An Israeli born-actress Natalie Portman who studied at Hebrew University and a British director Mike Leigh who spent time in a Zionist youth movement headed, a few years ago, that year’s list of Jewish Oscar nominees. In addition to Natalie Portman and Mike Leigh, screenwriter Charlie Kaufman also received a nod.
And a short documentary about Sister Rose Thering, a Roman Catholic nun who has devoted her life to fighting anti-Semitism, won a nomination as well.
The diminutive Portman, born in Jerusalem and the granddaughter of Holocaust survivors, was nominated for best-supporting actress for her role in “Closer.”
Leigh, best known for his penetrating working-class dramas, was nominated for directing “Vera Drake.” He was a longtime member of Habonim, a labor Zionist youth movement, and has spoken fondly of his time there.
Kaufman was nominated in the best original screenplay category for the romantic comedy “Eternal Sunshine of the Spotless Mind.” His most notable past credits include “Being John Malkovich” and “Adaptation.”
“Sister Rose’s Passion,” a short film by Oren Jacoby and Steve Kalafer, is about the life and work of the nun, professor emerita at New Jersey’s Seton Hall University, where she helped establish the school’s graduate department of Jewish-Christian studies. Thering, who went to Israel more than 30 times, was a strong and vocal supporter of the Jewish state. (JTA)
Students Connect With Israeli Heritage
Colin Sutker spent the worst night of his life during his winter excursion to Israel. He was sick and stuck sleeping in a tent shared by 200 people while touring the Negev Desert.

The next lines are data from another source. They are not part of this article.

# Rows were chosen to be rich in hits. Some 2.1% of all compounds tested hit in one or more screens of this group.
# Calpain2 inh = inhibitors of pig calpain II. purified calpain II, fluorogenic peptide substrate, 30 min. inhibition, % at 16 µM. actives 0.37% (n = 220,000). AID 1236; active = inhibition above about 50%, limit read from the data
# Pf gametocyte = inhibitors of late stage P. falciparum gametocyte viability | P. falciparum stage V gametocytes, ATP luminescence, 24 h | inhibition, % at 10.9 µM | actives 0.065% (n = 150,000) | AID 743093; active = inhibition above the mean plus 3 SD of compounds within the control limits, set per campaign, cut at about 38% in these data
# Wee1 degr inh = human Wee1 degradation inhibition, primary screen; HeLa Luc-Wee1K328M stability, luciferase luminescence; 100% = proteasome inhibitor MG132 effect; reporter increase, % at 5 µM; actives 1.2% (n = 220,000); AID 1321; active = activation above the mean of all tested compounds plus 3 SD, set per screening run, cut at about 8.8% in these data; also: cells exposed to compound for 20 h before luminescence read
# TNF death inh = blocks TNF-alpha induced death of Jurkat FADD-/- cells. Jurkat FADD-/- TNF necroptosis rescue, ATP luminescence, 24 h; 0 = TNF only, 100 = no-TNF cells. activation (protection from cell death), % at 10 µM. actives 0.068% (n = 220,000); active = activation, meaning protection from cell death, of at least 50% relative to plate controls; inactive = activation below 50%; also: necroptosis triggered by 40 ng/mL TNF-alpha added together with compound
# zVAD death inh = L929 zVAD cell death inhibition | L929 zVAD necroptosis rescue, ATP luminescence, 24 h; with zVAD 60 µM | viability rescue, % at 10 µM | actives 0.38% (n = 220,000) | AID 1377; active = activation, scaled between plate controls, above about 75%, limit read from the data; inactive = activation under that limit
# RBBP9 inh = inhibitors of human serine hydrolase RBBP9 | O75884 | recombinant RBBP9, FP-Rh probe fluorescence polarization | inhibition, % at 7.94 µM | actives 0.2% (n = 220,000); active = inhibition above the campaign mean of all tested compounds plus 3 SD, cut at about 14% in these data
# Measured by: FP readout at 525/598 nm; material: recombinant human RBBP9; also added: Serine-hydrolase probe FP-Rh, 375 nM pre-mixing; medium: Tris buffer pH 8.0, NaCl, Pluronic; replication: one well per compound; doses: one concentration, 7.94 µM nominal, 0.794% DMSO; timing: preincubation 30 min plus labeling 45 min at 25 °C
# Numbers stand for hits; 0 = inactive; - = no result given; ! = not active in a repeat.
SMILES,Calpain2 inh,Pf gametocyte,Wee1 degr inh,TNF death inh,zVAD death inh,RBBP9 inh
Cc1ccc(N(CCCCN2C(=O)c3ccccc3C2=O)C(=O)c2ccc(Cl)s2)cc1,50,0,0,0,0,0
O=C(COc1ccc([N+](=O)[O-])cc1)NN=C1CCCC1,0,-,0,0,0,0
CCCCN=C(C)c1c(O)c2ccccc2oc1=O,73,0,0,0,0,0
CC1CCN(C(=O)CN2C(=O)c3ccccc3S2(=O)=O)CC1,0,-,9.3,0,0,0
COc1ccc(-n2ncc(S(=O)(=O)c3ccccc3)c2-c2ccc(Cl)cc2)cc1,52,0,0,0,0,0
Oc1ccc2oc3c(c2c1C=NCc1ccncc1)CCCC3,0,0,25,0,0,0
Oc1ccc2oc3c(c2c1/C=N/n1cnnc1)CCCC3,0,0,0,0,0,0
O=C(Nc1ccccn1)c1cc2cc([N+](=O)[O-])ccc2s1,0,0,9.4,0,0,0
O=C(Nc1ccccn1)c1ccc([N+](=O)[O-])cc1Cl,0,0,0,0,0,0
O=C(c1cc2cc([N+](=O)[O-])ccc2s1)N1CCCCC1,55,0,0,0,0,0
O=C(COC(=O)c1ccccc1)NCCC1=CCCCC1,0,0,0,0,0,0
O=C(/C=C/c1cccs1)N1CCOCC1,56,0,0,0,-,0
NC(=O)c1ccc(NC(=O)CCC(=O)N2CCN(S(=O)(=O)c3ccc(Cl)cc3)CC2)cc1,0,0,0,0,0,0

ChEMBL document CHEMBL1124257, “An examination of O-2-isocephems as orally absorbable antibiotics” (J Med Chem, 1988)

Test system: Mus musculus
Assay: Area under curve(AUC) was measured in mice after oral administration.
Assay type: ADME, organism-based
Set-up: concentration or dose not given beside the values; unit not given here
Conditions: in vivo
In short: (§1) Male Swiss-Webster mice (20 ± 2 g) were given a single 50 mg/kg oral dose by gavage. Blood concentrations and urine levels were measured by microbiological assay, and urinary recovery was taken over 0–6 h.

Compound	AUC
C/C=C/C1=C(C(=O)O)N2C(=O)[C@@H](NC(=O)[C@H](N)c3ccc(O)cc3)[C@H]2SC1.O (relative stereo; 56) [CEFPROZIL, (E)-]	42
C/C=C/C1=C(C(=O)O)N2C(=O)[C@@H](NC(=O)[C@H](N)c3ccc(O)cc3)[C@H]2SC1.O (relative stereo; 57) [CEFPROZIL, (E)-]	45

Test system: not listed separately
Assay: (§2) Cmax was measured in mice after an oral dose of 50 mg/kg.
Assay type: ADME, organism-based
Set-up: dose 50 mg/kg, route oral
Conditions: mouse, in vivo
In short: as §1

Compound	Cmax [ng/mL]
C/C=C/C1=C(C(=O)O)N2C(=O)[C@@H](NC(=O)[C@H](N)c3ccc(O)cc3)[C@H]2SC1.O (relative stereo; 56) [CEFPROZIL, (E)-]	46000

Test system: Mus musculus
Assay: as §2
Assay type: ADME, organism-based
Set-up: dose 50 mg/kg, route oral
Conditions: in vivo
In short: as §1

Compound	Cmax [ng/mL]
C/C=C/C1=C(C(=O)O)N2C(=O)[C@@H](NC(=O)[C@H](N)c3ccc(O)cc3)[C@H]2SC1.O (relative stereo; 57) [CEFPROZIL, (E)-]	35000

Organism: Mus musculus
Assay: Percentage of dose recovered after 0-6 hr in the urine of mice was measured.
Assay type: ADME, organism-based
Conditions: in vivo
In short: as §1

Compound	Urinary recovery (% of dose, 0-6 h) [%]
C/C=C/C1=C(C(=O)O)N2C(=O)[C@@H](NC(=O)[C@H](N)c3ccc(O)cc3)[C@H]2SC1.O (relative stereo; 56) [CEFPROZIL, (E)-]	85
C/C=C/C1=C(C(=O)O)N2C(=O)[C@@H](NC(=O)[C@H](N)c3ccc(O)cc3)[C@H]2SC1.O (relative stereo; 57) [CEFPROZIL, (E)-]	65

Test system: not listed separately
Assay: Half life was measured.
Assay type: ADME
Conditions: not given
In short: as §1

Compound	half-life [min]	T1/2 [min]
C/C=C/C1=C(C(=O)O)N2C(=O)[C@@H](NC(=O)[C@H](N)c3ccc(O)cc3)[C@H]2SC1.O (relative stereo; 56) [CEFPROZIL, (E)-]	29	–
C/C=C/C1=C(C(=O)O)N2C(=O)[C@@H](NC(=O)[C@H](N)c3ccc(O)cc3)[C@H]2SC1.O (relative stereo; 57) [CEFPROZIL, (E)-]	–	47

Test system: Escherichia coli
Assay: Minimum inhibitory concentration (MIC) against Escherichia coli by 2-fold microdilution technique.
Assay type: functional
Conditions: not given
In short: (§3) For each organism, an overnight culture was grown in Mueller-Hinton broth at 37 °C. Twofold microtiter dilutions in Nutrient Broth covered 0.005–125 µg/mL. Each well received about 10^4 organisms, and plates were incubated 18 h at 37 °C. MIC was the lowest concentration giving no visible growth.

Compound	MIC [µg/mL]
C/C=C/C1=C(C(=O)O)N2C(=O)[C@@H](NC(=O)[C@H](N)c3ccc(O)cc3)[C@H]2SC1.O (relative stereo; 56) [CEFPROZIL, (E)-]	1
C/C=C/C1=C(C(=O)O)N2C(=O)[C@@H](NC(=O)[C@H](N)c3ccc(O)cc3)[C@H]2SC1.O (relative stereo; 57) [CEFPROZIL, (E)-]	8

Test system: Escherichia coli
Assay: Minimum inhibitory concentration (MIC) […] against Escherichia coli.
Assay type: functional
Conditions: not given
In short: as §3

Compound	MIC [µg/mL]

He wasn’t ready to pack his bags, though. Instead, the experience made him realize how significant this adventure was for him.
Sutker, along with 35 UNC students and several more from other colleges around the state, traveled to Israel for 10 days over Winter Break with the Birthright Israel program, which sent them halfway across the world at nearly no cost.
It could be a rink anywhere in North America. The kids, in their hockey gear, scramble onto the ice and begin practice. They’ve got a former NHL coach training them. And the jersey of legendary Montreal Canadiens captain Jean Beliveau is on display in the rafters.
But this is not Montreal, New York or Philadelphia. These players speak Hebrew and their uniforms bear a Star of David.
Meet Israel’s junior national ice hockey team – the only team from the Middle East that competes in the International Ice Hockey Federation World Championship.
They practice three times a week in Metulla, the northernmost town in Israel, straddling the Lebanese border. Why Metulla? Because this is the site of the Canada Center, Israel’s only Olympic-sized skating rink and sports complex (built courtesy of Canadian Jewry)